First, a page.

The reason we have such peace is because the Lord Jesus came to cleanse us from every sinful act, shady thought, slimy habit, and guilty thread in our lives. Recently, I realized that as I get older, I’m prone to feel guiltier. I look back with more regrets, remembering my moments of folly or failure. But while struggling with that, I read a message from Dr. Lloyd Martyn-Jones, who said, “We must never look at any sin in our past life in any way except that which leads us to praise God and to magnify His grace in Christ Jesus.” 2
That helped me so much. Guard yourself against guilt and regret. If we ever look back with pangs of sadness and self-reproach, we’re discounting the earthly mission of Jesus Christ, who came into the world to save us from those very things — sins, sadness, and regret. The blood of Christ has cleansed all that from our lives, and our response is, “Praise the Lord, and thank You, my Savior!”
Having peace and feeling clean would be of limited value without the eternal life Jesus gives us. Imagine being on the Titanic after it struck the iceberg. No matter how delicious the food in the dining room, how wonderful the orchestra, or how thick the blankets on the bed — there was no peace that night, for it was all ending so quickly. That’s a parable of life without Christ.
On the other hand, the biblical promises about eternal life are like corks that plug every hole of doubt in the believer’s mind. By reading the Gospel of John, for example, we become inwardly watertight, shipshape, and buoyant. Just read John 3: “Everyone who believes in him may have eternal life. For God loved the world in this way: He gave his one and only Son, so that everyone who believes in him will not perish but have eternal life. … The one who believes in the Son has eternal life” (vv. 15-16,36).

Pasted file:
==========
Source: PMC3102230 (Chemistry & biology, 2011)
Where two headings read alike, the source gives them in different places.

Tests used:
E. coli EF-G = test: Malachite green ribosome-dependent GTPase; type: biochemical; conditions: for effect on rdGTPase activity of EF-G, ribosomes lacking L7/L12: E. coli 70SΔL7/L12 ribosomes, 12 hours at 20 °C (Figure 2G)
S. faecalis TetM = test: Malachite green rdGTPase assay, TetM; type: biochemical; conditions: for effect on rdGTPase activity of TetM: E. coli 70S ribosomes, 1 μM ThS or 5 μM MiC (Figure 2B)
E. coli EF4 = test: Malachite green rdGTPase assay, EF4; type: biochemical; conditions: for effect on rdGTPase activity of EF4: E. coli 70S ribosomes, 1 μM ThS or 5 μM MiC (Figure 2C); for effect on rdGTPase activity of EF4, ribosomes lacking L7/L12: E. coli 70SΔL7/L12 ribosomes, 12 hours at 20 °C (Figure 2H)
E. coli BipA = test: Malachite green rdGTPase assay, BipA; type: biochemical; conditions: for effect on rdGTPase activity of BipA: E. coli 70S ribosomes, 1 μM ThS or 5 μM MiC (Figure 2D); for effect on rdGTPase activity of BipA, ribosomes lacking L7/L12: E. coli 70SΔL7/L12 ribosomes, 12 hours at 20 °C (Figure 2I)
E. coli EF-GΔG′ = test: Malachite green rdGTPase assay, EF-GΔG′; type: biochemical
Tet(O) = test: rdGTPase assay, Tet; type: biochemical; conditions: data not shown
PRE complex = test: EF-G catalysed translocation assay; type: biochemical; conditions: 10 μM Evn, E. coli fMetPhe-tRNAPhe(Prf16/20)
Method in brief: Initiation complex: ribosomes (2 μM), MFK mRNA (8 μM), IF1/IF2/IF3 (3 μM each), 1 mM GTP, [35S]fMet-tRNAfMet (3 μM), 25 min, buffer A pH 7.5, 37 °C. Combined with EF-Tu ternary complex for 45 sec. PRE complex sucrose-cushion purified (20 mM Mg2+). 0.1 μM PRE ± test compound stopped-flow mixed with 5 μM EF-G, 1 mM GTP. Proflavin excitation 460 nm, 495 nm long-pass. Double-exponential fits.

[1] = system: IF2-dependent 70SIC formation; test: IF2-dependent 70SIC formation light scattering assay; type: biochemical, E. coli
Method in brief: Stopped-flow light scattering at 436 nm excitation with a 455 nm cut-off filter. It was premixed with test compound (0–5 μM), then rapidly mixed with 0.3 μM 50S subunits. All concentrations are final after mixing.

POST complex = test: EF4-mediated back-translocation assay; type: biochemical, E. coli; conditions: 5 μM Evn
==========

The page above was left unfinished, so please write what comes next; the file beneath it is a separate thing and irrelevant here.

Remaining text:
My wife, Katrina, passed away last year after a long battle with multiple sclerosis. After her death, I found myself putting up pictures of her throughout the house. As I walked through the rooms, looking at them, I wondered why they didn’t make me sad. Eventually, I realized they weren’t about the past but about the future. They were reminding me of our approaching reunion. I was thankful for the memories but more excited about heaven.
Everyone deals with grief differently; we all establish different patterns of responding to loss. But every true believer in the Christ of Christmas has a glorious reunion ahead, and on that day, we shall see Him face-to-face and tell the story saved by grace. Guard yourself against endless grief and set your mind on things above.
This year, enjoy God’s three great Christmas presents that represent His love for you in Jesus Christ.
No, you don’t have to get them tattooed on your arm. But make sure they’re engraved on your heart and reflected on your face — and the Lord will bless us every one.
1Name has been changed.
2 D. Martyn Lloyd-Jones, Spiritual Depression: Its Causes and Cure (Grand Rapids: Eerdmans, 1965), 75.
ROBERT J. MORGAN is the teaching pastor of The Donelson Fellowship in Nashville, Tennessee, where he has served for more than 40 years. He is a bestselling, gold Illumination Book Award-winning, and gold Medallion Award-winning writer. He and Katrina, his late wife of 43 years, have three daughters and 16 grandchildren.